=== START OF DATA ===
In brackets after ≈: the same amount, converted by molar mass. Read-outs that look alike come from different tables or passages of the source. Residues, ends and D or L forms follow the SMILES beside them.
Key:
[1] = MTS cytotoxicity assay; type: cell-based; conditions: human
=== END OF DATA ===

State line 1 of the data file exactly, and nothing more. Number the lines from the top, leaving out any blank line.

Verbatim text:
In brackets after ≈: the same amount, converted by molar mass. Read-outs that look alike come from different tables or passages of the source. Residues, ends and D or L forms follow the SMILES beside them.